I would like to ask for a few clarifications.

If initially their relative motion kinetic energy E rel. is smaller than the negative potential energy of their interaction −e 2 /|r 1 −r 2 | at the distance |r 1 −r 2 | where you switch the interaction on, then the particles get coupled and form a bound state.

How can we meaningfully talk of r1 and r2 position vectors when we are explicitly considering delocalized particles? Do we have to consider a specific localized realization of a two-particle system belonging to a 'delocalized ensemble' to decide whether they will form a bound state?

They will move together and in this sense they become localized one with respect to the other, but the center of mass will still be free (non localized).

This means that in case we detect both particles, we can expect them to be found close to each other in most cases, but we have no clue where their center of mass will be. In other words, we cannot expect the particle density cloud associated with each single particle to sharpen over time. Does it mean it remains the same as we started with, or that its deformations are not expected to change its qualitatively delocalized nature?

And, lastly, would the conclusions be the same if the same system were studied within a QFT paradygm?

Thank you,

@PaoloVicari: First I was speaking of classical particles (to explain physics), so their relative distance makes a perfect sense.

In QM and in a box, particles are "delocalized" indeed, that is why calculations (for example, the energy correction) is calculated as an integral over the box.

The internal interaction cannot influence the center of mass position, at least, out of box. Out of box you have a product of two plane waves $\rm{e}^{\rm{i}\mathbf{p}_1\mathbf{r}_1}\rm{e}^{\rm{i}\mathbf{p}_2\mathbf{r}_2}=\rm{e}^{\rm{i}\mathbf{P}\mathbf{R}}\rm{e}^{\rm{i}\mathbf{p}\mathbf{r}}$ where $\mathbf{P}$ is the center of mass momentum and $\mathbf{p}$ is the relative motion momentum (and $\mathbf{R}$ and $\mathbf{r}$ are the CM and relative coordinates). When you switch the interaction on, the plane wave of the relative motion will be changed into a wave function $\psi(\mathbf{r})$ of a bound state, but the CM will remain the same. Of course, I mean the case when the wave packets of particles, modeled here as plane waves, coincide while switching the interaction on. I.e., I do not consider a scattering problem.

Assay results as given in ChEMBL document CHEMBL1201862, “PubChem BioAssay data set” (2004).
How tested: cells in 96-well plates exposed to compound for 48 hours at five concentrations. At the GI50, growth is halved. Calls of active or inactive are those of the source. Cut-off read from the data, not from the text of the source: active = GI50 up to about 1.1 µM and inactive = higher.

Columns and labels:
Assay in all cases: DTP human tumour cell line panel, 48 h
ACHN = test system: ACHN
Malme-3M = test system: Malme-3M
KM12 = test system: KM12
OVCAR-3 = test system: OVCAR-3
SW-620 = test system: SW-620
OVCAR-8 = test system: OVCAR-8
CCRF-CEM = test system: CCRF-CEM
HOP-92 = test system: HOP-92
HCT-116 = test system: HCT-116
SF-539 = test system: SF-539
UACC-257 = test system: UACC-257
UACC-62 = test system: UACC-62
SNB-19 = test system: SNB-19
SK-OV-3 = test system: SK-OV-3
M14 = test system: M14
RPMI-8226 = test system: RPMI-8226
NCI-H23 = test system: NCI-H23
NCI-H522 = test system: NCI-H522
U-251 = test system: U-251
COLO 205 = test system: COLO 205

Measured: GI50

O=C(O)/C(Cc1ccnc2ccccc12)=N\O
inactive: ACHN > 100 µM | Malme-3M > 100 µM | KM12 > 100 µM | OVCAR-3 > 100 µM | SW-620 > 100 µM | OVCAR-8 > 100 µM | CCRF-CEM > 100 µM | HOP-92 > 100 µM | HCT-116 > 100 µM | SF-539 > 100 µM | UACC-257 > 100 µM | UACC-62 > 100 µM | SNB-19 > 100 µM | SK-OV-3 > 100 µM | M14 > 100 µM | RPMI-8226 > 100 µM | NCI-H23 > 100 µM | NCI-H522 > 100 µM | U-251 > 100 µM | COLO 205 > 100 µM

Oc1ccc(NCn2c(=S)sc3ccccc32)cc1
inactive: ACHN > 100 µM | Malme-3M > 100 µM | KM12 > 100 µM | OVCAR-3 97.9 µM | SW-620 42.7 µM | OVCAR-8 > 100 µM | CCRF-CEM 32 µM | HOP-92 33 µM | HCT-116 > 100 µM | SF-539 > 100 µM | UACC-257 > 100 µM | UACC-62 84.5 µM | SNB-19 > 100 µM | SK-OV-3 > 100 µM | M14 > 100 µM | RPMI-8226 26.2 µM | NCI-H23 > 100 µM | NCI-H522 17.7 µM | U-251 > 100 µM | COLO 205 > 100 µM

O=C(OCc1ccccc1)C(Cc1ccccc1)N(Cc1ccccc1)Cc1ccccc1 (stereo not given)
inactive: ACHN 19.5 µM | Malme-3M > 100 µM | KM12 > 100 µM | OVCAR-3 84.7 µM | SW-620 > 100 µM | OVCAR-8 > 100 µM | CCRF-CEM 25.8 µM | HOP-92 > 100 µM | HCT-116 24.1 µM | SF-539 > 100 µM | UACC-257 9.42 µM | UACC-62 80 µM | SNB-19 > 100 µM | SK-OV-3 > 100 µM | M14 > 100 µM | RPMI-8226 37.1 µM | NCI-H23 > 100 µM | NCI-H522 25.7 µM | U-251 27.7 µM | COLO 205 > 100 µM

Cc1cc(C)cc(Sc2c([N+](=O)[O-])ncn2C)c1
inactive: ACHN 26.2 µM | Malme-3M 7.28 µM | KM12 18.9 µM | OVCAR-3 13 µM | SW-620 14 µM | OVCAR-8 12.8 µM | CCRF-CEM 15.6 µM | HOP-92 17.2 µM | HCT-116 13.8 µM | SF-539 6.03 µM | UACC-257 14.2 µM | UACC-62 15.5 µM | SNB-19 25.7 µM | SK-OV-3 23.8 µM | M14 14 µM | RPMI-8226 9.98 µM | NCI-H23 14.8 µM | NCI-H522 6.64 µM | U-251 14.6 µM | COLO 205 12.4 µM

I think that similar behavior will be in a large box where the bound states are possible.

If no particle creation/absorption is foreseen, QFT will give the same results.

@VladimirKalitvianski: Thank you for the clarifications Vladimir. In summary, the delocalization of the center of mass of the two-particle system is not influenced by the formation of a bound state between the component particles. This makes perfect sense.

@PaoloVicari: Yes, it only is the relative motion that gets "localized". The bound system as a whole can stay "delocalized". The total wave function is $\Psi(\mathbf{R},\mathbf{r})$ and it involves a delocalized center of mass.